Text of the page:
YoungTeacherGuy Phenom

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    Once you call, your particular CPS department may request that the form is submitted electronically. The one here prefers fax, though.
     
  23. ms.irene

    ms.irene Connoisseur

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    I think we've discussed this on another thread, but the issues with fecal matter are a red flag for possible abuse. The dirtiness, smelliness and other personal care issues are signs of neglect. I recall that being exactly one of the "scenarios" from our mandated reporter training. As others have said, it's not your job to investigate, just to make the call if you see these kinds of signs.
     
  24. otterpop

    otterpop Aficionado

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    I called once because a student was telling me about how his parent had hit him over and over with a belt. I think the kid, middle school aged, was kind of trying to "impress" me with the information.

    CPS ended up coming to the school, talking to the kid, talking to me in front of students and not far enough away as I'd have wanted (it should have been private, and I was not comfortable being highlighted as the person who made the report).

    The child ended up being removed from parent's care. I don't think he had bad feelings towards me about the situation, but I can see how another child might. For the rest of the year, he often talked about how much he missed his dad. It was good, though, that he had been removed, because it was a very bad living situation. Poor kid.
     
  25. Rox

    Rox Cohort

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    CPS is not always out to "punish" the parents. Sometimes parents don't have the resources, time, money, etc. to do things for their children. CPS can provide assistance with what the family may need to help the child. It will not hurt to make a report if there isn't abuse. You may want to document everything that you've seen thus far. I know of some people who grew up with abuse, and they comment that they wished someone had recognized what was happening and reported it.
     
  26. bella84

    bella84 Aficionado

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    I agree that you should make the call. As has already been said, it's not your decision whether or not it is truly neglect. Leave that to CPS to investigate. They won't be mad at you for caring enough about a child to ask them to look into it. I would tell your admin and/or counselor you are making the call, as CPS might send someone to your school. They may need to take you or the student out of class to talk to one or both of you. Be prepared to give your name, since you are a teacher. Here, mandated reporters only have 24 hours to make the call. You may not have the same law, but I wouldn't wait regardless. In fact, it's such a priority here, that admin are required to have someone cover your class so that you can make the call immediately. There is no waiting permitted once abuse/neglect is suspected.
     
  27. Peregrin5

    Peregrin5 Maven

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    If you suspect but don't call you can be terminated. Be careful.
     
  28. Ms.Blank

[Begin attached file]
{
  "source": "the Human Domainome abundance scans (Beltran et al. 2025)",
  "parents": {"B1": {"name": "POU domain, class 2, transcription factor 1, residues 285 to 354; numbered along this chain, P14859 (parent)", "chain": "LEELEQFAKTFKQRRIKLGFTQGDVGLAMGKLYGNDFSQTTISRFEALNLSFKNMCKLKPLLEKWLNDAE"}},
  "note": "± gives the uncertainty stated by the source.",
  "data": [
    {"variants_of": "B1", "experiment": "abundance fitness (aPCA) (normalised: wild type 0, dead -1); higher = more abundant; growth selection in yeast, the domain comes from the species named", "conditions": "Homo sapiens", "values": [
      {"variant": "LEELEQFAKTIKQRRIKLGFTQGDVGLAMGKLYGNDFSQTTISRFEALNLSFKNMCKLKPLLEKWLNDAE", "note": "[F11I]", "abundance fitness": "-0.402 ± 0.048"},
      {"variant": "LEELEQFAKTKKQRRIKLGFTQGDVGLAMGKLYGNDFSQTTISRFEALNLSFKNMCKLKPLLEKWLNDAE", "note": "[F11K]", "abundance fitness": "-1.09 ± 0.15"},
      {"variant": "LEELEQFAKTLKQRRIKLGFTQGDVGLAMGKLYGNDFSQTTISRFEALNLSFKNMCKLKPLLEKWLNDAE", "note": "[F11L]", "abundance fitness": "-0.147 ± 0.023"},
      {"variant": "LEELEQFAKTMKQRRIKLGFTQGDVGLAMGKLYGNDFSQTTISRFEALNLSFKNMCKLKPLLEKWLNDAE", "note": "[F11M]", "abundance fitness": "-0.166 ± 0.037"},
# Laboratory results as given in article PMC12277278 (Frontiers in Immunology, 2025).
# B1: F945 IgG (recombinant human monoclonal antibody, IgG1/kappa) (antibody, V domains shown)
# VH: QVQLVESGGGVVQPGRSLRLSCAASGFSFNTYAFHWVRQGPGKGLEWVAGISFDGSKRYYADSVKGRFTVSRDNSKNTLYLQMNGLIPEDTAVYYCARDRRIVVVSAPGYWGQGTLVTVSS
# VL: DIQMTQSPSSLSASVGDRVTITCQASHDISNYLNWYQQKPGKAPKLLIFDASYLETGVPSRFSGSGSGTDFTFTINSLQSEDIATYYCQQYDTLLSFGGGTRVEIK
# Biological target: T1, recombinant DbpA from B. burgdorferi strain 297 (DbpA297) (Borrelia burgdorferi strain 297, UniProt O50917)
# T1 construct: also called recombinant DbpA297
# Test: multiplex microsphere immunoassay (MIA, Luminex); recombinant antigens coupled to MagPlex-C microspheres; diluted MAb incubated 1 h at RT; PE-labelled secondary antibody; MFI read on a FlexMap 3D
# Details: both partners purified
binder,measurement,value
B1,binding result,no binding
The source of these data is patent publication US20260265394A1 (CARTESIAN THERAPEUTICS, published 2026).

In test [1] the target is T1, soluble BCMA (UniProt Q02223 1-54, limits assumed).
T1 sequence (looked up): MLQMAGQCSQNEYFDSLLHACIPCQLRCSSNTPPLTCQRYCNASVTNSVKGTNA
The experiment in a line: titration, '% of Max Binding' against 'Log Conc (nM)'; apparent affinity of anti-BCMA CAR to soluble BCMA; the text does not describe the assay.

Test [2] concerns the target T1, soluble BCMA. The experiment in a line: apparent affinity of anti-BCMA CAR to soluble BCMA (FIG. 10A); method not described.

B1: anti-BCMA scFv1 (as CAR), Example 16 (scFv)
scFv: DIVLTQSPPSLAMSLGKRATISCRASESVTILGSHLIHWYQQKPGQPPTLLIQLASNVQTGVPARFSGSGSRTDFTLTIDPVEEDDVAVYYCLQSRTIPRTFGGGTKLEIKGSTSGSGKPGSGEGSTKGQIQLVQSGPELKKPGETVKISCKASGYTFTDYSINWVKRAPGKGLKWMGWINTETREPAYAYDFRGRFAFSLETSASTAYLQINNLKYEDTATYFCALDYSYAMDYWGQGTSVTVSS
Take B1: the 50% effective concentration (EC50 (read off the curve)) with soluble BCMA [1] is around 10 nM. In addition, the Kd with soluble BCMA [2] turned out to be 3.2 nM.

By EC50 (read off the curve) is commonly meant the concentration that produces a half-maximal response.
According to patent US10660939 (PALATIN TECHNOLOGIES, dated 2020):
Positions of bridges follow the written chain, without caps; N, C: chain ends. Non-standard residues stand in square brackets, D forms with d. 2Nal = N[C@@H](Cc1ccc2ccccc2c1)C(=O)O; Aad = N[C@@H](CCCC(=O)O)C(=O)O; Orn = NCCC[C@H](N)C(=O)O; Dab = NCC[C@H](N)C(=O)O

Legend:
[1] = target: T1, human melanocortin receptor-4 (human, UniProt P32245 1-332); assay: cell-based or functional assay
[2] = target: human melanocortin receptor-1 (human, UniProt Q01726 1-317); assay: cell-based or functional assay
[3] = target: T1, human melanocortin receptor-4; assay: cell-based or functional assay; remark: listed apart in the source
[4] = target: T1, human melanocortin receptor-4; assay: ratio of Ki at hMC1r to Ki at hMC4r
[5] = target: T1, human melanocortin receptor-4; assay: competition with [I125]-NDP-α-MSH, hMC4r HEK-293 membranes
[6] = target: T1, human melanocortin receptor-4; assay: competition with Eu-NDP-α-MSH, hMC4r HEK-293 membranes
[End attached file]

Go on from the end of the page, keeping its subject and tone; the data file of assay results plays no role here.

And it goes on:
Ms.Blank Companion

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    ^^^^ THIS. In California, it's HUGE if you suspect and don't report. The fact that he plays with fecal matter paired with the fact that he routinely comes to school dirty and smelly is more than enough reason to report (and honestly, more than enough reason to terminate you should CPS ever find out that you suspected and didn't report).
     
  29. wldywall

    wldywall Connoisseur

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    It's sad that in my school, myself and the default classroom teacher have been told we are to NOT call CPS on a student, especially since someone did last year and nothing was done.

    50 absences
    80 tardies of two or more hours, three tardies becomes 1 absence but are not included in the total above
    One parent contact all year, which includes two ieps (both twins) they missed
    One twin self harming and showing severe anger (my case load)
    Depression and talk hopeless future being a homeless bum
    Wearing four or five shirts and two pants on cold days
    Dependent on free food at school (ie upset if he misses breakfast)
    The truency has been sent to the prosecutor, but has only gotten worse, no action has been taken in three months.

    And yet we are told to not report....ordered, as we can't retype without permission from admin.

    So if there is a form in CA does that mean most states require a form be done by school ad.in and that is why the classroom teacher won't fight the no call decision? She just days we can't without permission....so confused....she wants to call but feels like her hands are tired and she has been there longer
     
  30. daisycakes

    daisycakes Companion

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    I agree a lot of people receive mixed messages about when to call CPS. I have been told repeatedly that if I suspect anything I should call CPS and leave it up to them if they want to investigate or take action. However, I have also received a talking to by admin when a parent comes in irate because I called CPS. If you have thought about calling more than once, you should absolutely call.